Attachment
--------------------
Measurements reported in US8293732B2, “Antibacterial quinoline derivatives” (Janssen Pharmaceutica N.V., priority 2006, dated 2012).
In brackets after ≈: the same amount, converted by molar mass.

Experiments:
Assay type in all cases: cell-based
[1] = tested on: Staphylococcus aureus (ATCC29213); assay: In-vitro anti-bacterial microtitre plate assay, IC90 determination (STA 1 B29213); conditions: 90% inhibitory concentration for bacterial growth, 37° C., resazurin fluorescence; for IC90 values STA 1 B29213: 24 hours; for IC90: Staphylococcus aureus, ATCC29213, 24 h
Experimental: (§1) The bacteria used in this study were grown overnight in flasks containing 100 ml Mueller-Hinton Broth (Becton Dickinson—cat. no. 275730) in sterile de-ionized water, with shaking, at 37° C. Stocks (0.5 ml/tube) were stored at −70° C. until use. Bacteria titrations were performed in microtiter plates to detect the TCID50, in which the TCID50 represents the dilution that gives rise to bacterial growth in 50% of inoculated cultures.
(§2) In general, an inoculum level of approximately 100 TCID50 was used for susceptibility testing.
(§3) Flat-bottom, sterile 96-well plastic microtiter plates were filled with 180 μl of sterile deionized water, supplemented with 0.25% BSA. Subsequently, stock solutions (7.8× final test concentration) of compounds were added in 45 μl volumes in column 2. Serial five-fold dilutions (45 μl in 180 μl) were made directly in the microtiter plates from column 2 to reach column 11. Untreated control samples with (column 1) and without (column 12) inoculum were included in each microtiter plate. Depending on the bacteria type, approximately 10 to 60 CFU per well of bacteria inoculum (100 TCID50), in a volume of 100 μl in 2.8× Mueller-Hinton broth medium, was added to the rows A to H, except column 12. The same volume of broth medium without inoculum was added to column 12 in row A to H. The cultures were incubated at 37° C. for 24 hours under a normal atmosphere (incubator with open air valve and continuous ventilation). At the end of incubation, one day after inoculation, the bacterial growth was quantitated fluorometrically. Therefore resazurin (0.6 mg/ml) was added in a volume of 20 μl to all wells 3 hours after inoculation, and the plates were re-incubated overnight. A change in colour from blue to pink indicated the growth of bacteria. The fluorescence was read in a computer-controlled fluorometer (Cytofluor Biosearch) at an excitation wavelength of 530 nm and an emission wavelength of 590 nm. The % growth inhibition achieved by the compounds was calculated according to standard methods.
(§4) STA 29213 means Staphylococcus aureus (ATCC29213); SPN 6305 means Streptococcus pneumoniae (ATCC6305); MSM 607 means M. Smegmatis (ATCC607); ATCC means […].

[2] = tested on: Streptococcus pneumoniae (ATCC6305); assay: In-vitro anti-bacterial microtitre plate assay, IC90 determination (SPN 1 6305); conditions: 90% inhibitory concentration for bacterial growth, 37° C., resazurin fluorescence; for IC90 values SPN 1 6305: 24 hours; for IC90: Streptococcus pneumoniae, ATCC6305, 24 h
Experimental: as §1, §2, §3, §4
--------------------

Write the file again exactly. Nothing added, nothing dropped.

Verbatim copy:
Measurements reported in US8293732B2, “Antibacterial quinoline derivatives” (Janssen Pharmaceutica N.V., priority 2006, dated 2012).
In brackets after ≈: the same amount, converted by molar mass.

Experiments:
Assay type in all cases: cell-based
[1] = tested on: Staphylococcus aureus (ATCC29213); assay: In-vitro anti-bacterial microtitre plate assay, IC90 determination (STA 1 B29213); conditions: 90% inhibitory concentration for bacterial growth, 37° C., resazurin fluorescence; for IC90 values STA 1 B29213: 24 hours; for IC90: Staphylococcus aureus, ATCC29213, 24 h
Experimental: (§1) The bacteria used in this study were grown overnight in flasks containing 100 ml Mueller-Hinton Broth (Becton Dickinson—cat. no. 275730) in sterile de-ionized water, with shaking, at 37° C. Stocks (0.5 ml/tube) were stored at −70° C. until use. Bacteria titrations were performed in microtiter plates to detect the TCID50, in which the TCID50 represents the dilution that gives rise to bacterial growth in 50% of inoculated cultures.
(§2) In general, an inoculum level of approximately 100 TCID50 was used for susceptibility testing.
(§3) Flat-bottom, sterile 96-well plastic microtiter plates were filled with 180 μl of sterile deionized water, supplemented with 0.25% BSA. Subsequently, stock solutions (7.8× final test concentration) of compounds were added in 45 μl volumes in column 2. Serial five-fold dilutions (45 μl in 180 μl) were made directly in the microtiter plates from column 2 to reach column 11. Untreated control samples with (column 1) and without (column 12) inoculum were included in each microtiter plate. Depending on the bacteria type, approximately 10 to 60 CFU per well of bacteria inoculum (100 TCID50), in a volume of 100 μl in 2.8× Mueller-Hinton broth medium, was added to the rows A to H, except column 12. The same volume of broth medium without inoculum was added to column 12 in row A to H. The cultures were incubated at 37° C. for 24 hours under a normal atmosphere (incubator with open air valve and continuous ventilation). At the end of incubation, one day after inoculation, the bacterial growth was quantitated fluorometrically. Therefore resazurin (0.6 mg/ml) was added in a volume of 20 μl to all wells 3 hours after inoculation, and the plates were re-incubated overnight. A change in colour from blue to pink indicated the growth of bacteria. The fluorescence was read in a computer-controlled fluorometer (Cytofluor Biosearch) at an excitation wavelength of 530 nm and an emission wavelength of 590 nm. The % growth inhibition achieved by the compounds was calculated according to standard methods.
(§4) STA 29213 means Staphylococcus aureus (ATCC29213); SPN 6305 means Streptococcus pneumoniae (ATCC6305); MSM 607 means M. Smegmatis (ATCC607); ATCC means […].

[2] = tested on: Streptococcus pneumoniae (ATCC6305); assay: In-vitro anti-bacterial microtitre plate assay, IC90 determination (SPN 1 6305); conditions: 90% inhibitory concentration for bacterial growth, 37° C., resazurin fluorescence; for IC90 values SPN 1 6305: 24 hours; for IC90: Streptococcus pneumoniae, ATCC6305, 24 h
Experimental: as §1, §2, §3, §4